Are you doing your homework?
"Can anyone calculate the number of gallons that a 30 inch wide
inches long, will hold ?? "
Pie are square
Area of a circle equals Pi times the radius squared.
3.14 * 15" * 15"
33912 cubic inch = 146.8051948 gallon [US, liquid]
This assumes the culvert is round, is capped on one end, and stood up,
then filled to the rim.
A culvert, laid horizontally, in the ground, would be filled to about
85% to 95%, considering air would be at the top. Well, that would be
during a flood, but in dry times, there might be a few inches, flowing.
Is the culvert oval shaped? I'll assume round.
Is the water stagnant or flowing?
Since you are too lazy to do your homework here's a bonus question.
What if you have a drainage canal, 15 feet wide and 10 feet deep. Water
is flowing, and the depth is 2 feet on the wall markings. You look
upstream to the mountains and it is raining steady. You have 3-30 inch
diameter x 20 foot culverts, side by side, in the culvert and they are
covered in concrete, with a road over them. Height from stream bottom
to road is 5 feet. You have someone 100 feet upstream, drop a floating
object in the water, and it takes 10 seconds to reach you.
How many gallons per minute are flowing through the culverts?
At what flow rate will the flow of water, exceed the capacity of the
culverts, and flow over the top of the road:
by 1 inch?
by 12 inches?
by 48 inches?
No one bothered to tell James how to convert cubic inches to gallons. The
conversion is 7.47 times cubic feet. So it was easiest to convert inches to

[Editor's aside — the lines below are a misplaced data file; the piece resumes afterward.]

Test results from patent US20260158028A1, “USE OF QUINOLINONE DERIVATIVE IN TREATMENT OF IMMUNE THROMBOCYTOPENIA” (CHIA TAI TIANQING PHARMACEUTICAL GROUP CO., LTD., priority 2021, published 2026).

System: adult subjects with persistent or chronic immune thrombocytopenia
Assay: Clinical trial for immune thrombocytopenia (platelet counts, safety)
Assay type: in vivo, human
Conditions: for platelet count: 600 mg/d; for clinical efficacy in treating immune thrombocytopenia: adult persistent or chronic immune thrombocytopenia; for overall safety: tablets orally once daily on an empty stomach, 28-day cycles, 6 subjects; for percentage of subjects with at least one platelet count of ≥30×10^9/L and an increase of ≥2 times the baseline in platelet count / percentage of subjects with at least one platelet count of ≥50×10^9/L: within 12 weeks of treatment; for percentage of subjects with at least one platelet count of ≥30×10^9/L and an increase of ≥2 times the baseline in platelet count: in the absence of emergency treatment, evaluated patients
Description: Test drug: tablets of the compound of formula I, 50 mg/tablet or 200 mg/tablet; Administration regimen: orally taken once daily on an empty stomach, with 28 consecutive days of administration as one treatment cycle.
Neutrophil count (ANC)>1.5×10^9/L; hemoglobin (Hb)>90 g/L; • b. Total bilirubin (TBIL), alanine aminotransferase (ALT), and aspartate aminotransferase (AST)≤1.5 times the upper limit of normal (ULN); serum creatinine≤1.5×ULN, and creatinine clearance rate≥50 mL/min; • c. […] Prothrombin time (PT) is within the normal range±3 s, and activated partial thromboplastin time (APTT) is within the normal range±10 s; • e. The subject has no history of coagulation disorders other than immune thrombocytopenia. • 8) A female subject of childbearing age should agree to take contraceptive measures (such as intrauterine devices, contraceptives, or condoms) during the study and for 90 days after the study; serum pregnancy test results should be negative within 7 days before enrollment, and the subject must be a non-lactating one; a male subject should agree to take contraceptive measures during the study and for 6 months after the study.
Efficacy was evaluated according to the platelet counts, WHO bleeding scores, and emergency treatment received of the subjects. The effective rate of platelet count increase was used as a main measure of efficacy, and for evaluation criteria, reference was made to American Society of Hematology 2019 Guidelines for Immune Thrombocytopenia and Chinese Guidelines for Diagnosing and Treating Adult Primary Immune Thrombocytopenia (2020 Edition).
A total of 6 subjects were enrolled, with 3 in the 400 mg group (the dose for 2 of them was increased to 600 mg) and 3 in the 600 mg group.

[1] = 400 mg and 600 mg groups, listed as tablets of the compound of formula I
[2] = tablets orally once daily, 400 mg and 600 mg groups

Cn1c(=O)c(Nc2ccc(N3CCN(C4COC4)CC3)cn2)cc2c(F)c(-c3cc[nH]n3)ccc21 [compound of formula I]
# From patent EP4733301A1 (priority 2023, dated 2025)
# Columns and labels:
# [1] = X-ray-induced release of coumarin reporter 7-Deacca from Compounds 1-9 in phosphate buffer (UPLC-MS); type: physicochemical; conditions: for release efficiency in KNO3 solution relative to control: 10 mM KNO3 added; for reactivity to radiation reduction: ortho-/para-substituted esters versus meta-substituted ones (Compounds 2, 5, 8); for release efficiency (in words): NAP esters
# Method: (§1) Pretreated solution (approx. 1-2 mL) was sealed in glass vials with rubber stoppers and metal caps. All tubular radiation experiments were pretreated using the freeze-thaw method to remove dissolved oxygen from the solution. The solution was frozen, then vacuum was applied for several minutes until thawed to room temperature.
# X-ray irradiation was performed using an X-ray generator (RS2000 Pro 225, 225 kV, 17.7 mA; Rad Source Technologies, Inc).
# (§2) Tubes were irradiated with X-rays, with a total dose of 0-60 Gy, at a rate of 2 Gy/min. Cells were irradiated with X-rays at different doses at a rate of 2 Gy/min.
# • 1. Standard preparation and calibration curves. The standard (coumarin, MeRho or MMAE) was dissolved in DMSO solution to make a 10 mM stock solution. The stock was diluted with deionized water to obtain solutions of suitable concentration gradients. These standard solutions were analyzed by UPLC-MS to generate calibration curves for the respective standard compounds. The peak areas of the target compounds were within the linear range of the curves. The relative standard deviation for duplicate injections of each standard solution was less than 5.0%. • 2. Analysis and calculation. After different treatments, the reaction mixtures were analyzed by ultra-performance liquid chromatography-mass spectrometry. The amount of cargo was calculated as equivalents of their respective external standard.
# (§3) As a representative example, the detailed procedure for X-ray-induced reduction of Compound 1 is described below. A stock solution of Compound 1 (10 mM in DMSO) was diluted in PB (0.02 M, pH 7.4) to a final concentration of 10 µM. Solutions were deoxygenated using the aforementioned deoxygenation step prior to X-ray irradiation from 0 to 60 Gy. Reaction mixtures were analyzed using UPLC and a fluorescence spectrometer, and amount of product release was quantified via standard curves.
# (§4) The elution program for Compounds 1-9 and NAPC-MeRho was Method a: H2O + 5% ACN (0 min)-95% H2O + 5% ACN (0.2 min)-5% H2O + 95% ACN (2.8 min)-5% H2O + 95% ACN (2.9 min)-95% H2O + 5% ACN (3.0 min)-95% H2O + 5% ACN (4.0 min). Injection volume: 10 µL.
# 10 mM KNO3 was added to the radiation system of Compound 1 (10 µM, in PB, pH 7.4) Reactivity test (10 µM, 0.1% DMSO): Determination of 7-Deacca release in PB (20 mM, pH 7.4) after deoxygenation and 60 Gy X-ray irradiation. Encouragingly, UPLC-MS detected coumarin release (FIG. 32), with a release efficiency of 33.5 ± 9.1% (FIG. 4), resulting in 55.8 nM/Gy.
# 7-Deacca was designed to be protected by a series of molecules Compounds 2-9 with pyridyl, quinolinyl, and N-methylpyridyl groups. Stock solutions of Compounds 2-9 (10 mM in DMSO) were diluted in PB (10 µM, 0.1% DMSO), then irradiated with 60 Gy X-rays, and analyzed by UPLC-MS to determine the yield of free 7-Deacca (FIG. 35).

feet before finding volume - area of the base times height. I don't think
you can blame good education on not knowing that conversion rate.
Sure you can and should. An education isn't supposed to just stuff you
full of facts, it is supposed to each you how to learn. In this day and
age it is pretty easy to look up any unit conversion that is needed and
there are many online utilities that will even perform the conversions
Bull crap. It was taught in freshman science, but if you forget, I have at
least three books with that information. Education is not just knowing
facts, but how to find answers. Posting such a simple question on six
newsgroups is just a waste of time when it can be found so easily even with
a Google search. You have to want to know and not just take a lazy way out.
"How much water flows out of the mouth of the Mississippi per year. Give two
Assume width of river at the mouth is two miles, flow is 5MPH and average
depth is five feet. Turn crank.
Assume Mississippi drains the center half of the country (from Rockies to
Appalachia). That is, 1500 miles E-W, and 1000 miles N-S. Further assume
this area gets 50" of rainfall per year. Turn crank.
I was thinking the same thing.
If you assume the width of the culvert (that's assumed to be round in shape)
is also 2 times the depth (assuming a half-circle culvert), then you could
get that too.
I agree, not enough information given. I propose a new culvert shape with
straight sides of uneven length, with a bottom made of various balls placed
under a huge pool liner.
In fact if it is cylindrical the width should have been stated as it's
diameter so no "assumption" need be made, otherwise one can't be certain it
isn't rectangular with depth omitted as was "assumed" by the poster who said
it was flat. As is, either "assumption" was valid. lol
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